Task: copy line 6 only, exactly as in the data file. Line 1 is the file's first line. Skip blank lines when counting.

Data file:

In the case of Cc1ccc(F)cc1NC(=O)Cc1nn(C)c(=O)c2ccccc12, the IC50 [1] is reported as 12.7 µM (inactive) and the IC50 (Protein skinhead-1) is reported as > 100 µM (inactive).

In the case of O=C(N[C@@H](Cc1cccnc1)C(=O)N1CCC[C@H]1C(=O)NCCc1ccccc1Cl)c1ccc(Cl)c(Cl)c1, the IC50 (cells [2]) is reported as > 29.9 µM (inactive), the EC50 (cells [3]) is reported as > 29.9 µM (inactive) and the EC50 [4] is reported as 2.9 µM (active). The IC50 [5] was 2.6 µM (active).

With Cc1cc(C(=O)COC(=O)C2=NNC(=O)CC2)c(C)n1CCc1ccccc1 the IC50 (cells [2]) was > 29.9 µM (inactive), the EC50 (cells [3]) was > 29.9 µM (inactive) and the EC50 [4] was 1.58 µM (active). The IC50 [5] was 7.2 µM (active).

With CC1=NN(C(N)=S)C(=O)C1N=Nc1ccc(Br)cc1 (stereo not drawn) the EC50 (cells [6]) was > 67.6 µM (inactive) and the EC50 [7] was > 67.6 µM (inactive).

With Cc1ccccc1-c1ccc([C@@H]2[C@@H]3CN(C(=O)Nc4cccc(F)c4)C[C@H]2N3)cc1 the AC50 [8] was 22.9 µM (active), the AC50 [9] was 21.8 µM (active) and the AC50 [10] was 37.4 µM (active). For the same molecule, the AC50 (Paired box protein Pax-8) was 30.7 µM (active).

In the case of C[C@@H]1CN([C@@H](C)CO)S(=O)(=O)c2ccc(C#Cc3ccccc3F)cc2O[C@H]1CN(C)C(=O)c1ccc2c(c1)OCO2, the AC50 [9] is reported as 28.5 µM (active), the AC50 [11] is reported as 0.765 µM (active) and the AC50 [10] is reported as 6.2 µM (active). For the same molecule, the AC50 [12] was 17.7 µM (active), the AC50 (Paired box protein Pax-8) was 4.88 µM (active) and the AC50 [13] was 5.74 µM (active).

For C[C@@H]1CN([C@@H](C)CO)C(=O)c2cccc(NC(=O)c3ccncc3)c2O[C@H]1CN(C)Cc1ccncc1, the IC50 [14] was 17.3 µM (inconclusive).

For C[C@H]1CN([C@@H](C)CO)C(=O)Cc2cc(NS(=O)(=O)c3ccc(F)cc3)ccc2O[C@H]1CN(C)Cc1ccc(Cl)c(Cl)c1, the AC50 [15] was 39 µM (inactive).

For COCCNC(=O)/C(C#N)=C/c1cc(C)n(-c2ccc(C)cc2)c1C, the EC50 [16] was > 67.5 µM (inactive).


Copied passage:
In the case of C[C@@H]1CN([C@@H](C)CO)S(=O)(=O)c2ccc(C#Cc3ccccc3F)cc2O[C@H]1CN(C)C(=O)c1ccc2c(c1)OCO2, the AC50 [9] is reported as 28.5 µM (active), the AC50 [11] is reported as 0.765 µM (active) and the AC50 [10] is reported as 6.2 µM (active). For the same molecule, the AC50 [12] was 17.7 µM (active), the AC50 (Paired box protein Pax-8) was 4.88 µM (active) and the AC50 [13] was 5.74 µM (active).